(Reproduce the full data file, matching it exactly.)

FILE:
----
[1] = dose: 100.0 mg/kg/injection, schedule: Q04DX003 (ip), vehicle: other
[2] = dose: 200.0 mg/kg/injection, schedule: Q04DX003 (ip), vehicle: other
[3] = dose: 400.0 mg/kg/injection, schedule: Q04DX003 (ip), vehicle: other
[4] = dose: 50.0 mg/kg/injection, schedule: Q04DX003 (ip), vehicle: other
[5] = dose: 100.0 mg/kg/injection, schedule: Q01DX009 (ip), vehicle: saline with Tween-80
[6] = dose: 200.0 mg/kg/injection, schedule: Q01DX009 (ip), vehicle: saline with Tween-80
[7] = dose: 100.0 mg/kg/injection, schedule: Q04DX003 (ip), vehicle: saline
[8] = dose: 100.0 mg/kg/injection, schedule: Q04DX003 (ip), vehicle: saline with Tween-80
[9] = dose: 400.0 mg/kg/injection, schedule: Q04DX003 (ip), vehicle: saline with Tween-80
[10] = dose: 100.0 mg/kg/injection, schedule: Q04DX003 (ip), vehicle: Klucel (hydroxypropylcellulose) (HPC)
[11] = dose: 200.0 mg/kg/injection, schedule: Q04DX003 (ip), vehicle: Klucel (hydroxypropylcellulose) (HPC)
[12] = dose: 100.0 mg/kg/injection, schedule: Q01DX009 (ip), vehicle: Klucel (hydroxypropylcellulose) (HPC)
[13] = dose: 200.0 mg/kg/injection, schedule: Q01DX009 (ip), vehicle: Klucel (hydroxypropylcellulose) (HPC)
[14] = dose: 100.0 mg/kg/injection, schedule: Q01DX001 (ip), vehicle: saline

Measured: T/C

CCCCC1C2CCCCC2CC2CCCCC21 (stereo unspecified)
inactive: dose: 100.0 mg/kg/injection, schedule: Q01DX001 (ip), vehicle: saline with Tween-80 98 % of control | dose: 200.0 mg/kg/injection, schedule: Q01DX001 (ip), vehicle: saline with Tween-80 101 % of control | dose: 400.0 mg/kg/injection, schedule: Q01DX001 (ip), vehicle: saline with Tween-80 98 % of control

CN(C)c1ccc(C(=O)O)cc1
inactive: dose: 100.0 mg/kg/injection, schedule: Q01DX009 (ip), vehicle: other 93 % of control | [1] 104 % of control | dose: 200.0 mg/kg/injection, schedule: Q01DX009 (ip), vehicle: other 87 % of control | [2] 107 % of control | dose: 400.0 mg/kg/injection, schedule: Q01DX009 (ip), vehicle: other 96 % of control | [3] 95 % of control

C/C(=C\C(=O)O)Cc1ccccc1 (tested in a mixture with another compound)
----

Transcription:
[1] = dose: 100.0 mg/kg/injection, schedule: Q04DX003 (ip), vehicle: other
[2] = dose: 200.0 mg/kg/injection, schedule: Q04DX003 (ip), vehicle: other
[3] = dose: 400.0 mg/kg/injection, schedule: Q04DX003 (ip), vehicle: other
[4] = dose: 50.0 mg/kg/injection, schedule: Q04DX003 (ip), vehicle: other
[5] = dose: 100.0 mg/kg/injection, schedule: Q01DX009 (ip), vehicle: saline with Tween-80
[6] = dose: 200.0 mg/kg/injection, schedule: Q01DX009 (ip), vehicle: saline with Tween-80
[7] = dose: 100.0 mg/kg/injection, schedule: Q04DX003 (ip), vehicle: saline
[8] = dose: 100.0 mg/kg/injection, schedule: Q04DX003 (ip), vehicle: saline with Tween-80
[9] = dose: 400.0 mg/kg/injection, schedule: Q04DX003 (ip), vehicle: saline with Tween-80
[10] = dose: 100.0 mg/kg/injection, schedule: Q04DX003 (ip), vehicle: Klucel (hydroxypropylcellulose) (HPC)
[11] = dose: 200.0 mg/kg/injection, schedule: Q04DX003 (ip), vehicle: Klucel (hydroxypropylcellulose) (HPC)
[12] = dose: 100.0 mg/kg/injection, schedule: Q01DX009 (ip), vehicle: Klucel (hydroxypropylcellulose) (HPC)
[13] = dose: 200.0 mg/kg/injection, schedule: Q01DX009 (ip), vehicle: Klucel (hydroxypropylcellulose) (HPC)
[14] = dose: 100.0 mg/kg/injection, schedule: Q01DX001 (ip), vehicle: saline

Measured: T/C

CCCCC1C2CCCCC2CC2CCCCC21 (stereo unspecified)
inactive: dose: 100.0 mg/kg/injection, schedule: Q01DX001 (ip), vehicle: saline with Tween-80 98 % of control | dose: 200.0 mg/kg/injection, schedule: Q01DX001 (ip), vehicle: saline with Tween-80 101 % of control | dose: 400.0 mg/kg/injection, schedule: Q01DX001 (ip), vehicle: saline with Tween-80 98 % of control

CN(C)c1ccc(C(=O)O)cc1
inactive: dose: 100.0 mg/kg/injection, schedule: Q01DX009 (ip), vehicle: other 93 % of control | [1] 104 % of control | dose: 200.0 mg/kg/injection, schedule: Q01DX009 (ip), vehicle: other 87 % of control | [2] 107 % of control | dose: 400.0 mg/kg/injection, schedule: Q01DX009 (ip), vehicle: other 96 % of control | [3] 95 % of control

C/C(=C\C(=O)O)Cc1ccccc1 (tested in a mixture with another compound)